"Despite hundreds of incidents in which animals have been lost, injured or killed while being transported by airplane, the airlines have shown little regard for the safety of the animals who are entrusted to them," said Valerie Stanley, ALDF senior staff attorney. "We feel compelled to let consumers know that they are risking their pets' lives when they transport them by air."
Stanley said the summer travel season is the most dangerous time of the year for pets to be loaded aboard an airplane. If planes are delayed on the ground, the extreme temperature in an airplane's cargo hold can cause animals to suffer brain damage or die due to hypothermia. Some pets are left to swelter on tarmacs. Others are mistakenly freed on the way to or from the plane, where they are lost or killed.
The results can be tragic: Five hours after 81 healthy puppies were put aboard a TWA passenger jet en route from Kansas City to St. Louis, baggage handlers discovered 50 of the puppies were dead due to heat exposure of suffocation. When a Continental jet bound for Denver was delayed for three hours in Philadelphia, three of the five Samoyed dogs being transported in the plane's cargo hold were found dead on arrival. Too many animals needlessly suffer injury or die each year -- and an airline's only liability for the often gruesome death of a beloved pet is limited to the value of a piece of luggage.
"The airlines consider payments or USDA fines for an injured or dead animal as merely a `cost of doing business,'" Stanley said.
Just last December, Stanley noted, United Airlines declined to pay the $4,000 medical bill and related expenses incurred by the owner of a dog who suffered ruptured eardrums and other trauma on a flight from Los Angeles to Miami. United contended that "there was no value declared for this shipment" and hence the airline's liability was limited to 50 cents per pound for the 116-pound "shipment," or $410.50. United's letter never once acknowledged that the "shipment" was a dog.
ALDF, the nation's only public interest law firm specializing in protecting the well-being of domestic animals and wildlife, is preparing a petition demanding that the USDA adopt stricter regulations and improve conditions for animals transported by air. Accompanying this demand will be thousands of petitions from individuals who want safer conditions for animals traveling in airplanes. In addition, ALDF is asking corporations to put pressure on airlines by pledging to favor only those carriers that sign ALDF's cruelty-free pledge to take better care of animals entrusted to them. The Houston Rockets, Frederick's of Hollywood and John Paul Mitchell Systems have already signed the pledge.
"The skies are not friendly to pets. Most airplane cargo holds are unsafe for animals. Until conditions improve, pet owners should never put their treasured companions aboard a plane. Doing so could seal their doom," said Stanley.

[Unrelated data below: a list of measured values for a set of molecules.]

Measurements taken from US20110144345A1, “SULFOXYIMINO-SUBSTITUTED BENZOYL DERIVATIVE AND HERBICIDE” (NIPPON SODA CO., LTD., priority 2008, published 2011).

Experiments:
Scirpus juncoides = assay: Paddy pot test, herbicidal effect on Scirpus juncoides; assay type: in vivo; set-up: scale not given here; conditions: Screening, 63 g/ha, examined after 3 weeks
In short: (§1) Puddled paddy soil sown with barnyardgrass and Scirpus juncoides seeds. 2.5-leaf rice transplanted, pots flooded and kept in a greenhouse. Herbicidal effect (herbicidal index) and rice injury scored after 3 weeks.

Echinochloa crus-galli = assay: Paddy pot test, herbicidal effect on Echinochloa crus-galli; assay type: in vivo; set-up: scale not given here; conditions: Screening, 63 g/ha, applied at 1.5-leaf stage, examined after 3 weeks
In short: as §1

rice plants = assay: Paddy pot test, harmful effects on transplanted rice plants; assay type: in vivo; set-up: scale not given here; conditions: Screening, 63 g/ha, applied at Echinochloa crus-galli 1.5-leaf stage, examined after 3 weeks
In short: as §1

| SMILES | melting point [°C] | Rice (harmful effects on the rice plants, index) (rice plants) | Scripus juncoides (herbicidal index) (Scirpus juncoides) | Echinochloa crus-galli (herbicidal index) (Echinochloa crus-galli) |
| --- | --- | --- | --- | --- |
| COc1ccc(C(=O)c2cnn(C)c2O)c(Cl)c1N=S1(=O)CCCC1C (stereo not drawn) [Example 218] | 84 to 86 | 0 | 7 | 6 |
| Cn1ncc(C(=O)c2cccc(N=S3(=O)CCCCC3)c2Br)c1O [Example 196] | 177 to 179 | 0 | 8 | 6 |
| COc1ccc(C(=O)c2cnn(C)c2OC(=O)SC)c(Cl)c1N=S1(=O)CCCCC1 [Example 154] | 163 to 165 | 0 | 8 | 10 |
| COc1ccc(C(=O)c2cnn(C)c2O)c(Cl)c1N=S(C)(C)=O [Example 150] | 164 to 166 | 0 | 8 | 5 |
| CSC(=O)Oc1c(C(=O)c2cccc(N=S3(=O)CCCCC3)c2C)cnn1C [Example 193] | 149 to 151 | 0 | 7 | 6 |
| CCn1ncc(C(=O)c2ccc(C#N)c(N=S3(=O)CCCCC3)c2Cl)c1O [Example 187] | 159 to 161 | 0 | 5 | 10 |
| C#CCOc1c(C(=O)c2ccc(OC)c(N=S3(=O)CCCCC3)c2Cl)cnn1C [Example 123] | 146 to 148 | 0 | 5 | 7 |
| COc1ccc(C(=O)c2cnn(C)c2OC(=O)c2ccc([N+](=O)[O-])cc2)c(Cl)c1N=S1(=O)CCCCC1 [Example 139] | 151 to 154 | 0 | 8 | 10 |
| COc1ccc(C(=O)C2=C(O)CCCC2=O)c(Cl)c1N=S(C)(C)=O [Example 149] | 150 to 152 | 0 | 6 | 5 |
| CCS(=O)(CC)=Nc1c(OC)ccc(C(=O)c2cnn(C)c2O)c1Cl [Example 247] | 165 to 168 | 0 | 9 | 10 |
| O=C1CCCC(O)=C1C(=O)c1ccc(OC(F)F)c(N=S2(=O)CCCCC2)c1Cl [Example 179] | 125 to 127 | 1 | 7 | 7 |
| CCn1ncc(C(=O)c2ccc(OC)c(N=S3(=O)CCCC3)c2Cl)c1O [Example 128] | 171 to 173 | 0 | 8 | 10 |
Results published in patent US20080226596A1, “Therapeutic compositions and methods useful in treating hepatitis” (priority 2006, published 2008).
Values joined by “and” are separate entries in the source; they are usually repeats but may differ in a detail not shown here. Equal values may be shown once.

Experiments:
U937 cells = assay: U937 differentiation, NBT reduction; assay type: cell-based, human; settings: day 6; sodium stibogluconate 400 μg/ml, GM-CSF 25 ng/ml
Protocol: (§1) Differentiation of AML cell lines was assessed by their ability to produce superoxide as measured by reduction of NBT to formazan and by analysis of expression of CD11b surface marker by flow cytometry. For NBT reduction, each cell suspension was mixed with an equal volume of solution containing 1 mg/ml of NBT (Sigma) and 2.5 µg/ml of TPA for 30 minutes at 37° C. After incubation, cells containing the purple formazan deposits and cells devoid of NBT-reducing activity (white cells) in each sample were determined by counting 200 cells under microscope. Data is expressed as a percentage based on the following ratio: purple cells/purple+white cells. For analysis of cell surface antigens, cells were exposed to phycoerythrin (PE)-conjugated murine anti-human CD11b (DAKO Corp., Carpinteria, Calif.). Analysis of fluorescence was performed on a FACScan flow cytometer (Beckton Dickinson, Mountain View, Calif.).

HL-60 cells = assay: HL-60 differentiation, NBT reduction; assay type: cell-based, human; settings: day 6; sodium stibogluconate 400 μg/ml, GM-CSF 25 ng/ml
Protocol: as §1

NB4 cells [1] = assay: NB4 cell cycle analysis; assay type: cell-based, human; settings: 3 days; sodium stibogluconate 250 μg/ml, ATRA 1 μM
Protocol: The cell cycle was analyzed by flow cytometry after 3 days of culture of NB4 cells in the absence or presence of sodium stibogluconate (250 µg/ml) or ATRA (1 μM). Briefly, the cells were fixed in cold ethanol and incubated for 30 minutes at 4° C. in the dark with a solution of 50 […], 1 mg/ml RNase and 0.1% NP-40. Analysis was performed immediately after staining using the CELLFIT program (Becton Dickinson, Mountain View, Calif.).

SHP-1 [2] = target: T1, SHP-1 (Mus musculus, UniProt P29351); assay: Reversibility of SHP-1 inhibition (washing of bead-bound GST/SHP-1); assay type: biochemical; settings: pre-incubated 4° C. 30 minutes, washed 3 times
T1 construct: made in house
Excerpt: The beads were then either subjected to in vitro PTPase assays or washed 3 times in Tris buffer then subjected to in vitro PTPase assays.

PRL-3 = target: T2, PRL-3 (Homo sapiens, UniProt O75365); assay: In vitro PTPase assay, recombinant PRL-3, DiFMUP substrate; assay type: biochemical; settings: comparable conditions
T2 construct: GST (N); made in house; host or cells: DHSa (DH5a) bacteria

In the very worst cases, they freeze to death on icy tarmacs, or overheat and suffocate in stifling cargo holds.
They're dogs and cats. Thousands of them are killed, injured or lost annually after their owners entrust airlines to carry and deliver them safely.
Heat alone - typically from the cargo holds of planes delayed on hot tarmacs - kills or "severely" injures more than 500 animals a year, according to the U.S. Department of Agriculture, which keeps only a partial accounting.
For the pet, these holds turn the skies into a hell.
A November study by the American Society for the Prevention of Cruelty to Animals in San Francisco found that animal crates are almost always shipped along with routine baggage in cargo holds with no air- conditioning or air circulation.
Temperatures routinely exceed 115 degrees.
"These are animals that are struggling to breathe, their hearts are racing, and they're in a panic, suffering extreme stress and anxiety," said Dr. Lila Miller, a veterinary adviser for the New York-based ASPCA.
Their paws are often bloodied, and their teeth chipped and broken, in their frantic attempts to break out of their shipping crates to escape the infernal heat.
"That's torture," police-dog trainer Mike Cain told the Charlotte Observer last year after his five Belgian Malinois arrived dead from heat stroke and suffocation in Atlanta on a Delta Airlines flight from the Netherlands.
More common - and virtually unpoliced and uncounted - are the dogs and cats whose shipping crates are dropped, crushed, sent to the wrong location, or damaged enough to allow the animals to escape.
There's the Staffordshire terrier from Boise, Idaho, whose crate was dropped and smashed from a height of four feet last year by a Delta baggage handler as his owner watched in horror.
The Air Transport Association boasts of the industry's "excellent record" shipping pets, and says less than 1 percent of the 500,000 pets that fly each year experience health problems.
"We carry hundreds of pets throughout our system each day, normally with complete satisfaction to their owners," said a spokeswoman for Delta, an airline that turned up again and again as this story was researched.
*The USDA has only 70 inspectors to police nearly 11,000 sites - not only airports, but puppy mills, zoos, circuses and research labs.
*Airlines are not required to report pet mishaps. No one knows how many of the nearly 170,000 passenger baggage complaints logged each month by the U.S.Department of Transportation involve pet cargo.
*An airline's civil liability is limited by federal tariff law to only $2,000 per piece of luggage - and a pet in a crate is legally luggage.
Unless a pet is small enough to qualify as carry-on luggage, "You can be 99 percent certain you are putting your pet in a cargo hold that is not ventilated and has no temperature control," said Nancy Blaney, the ASPCA's national lobbyist, who is currently fighting for a bill that would address all of these problems.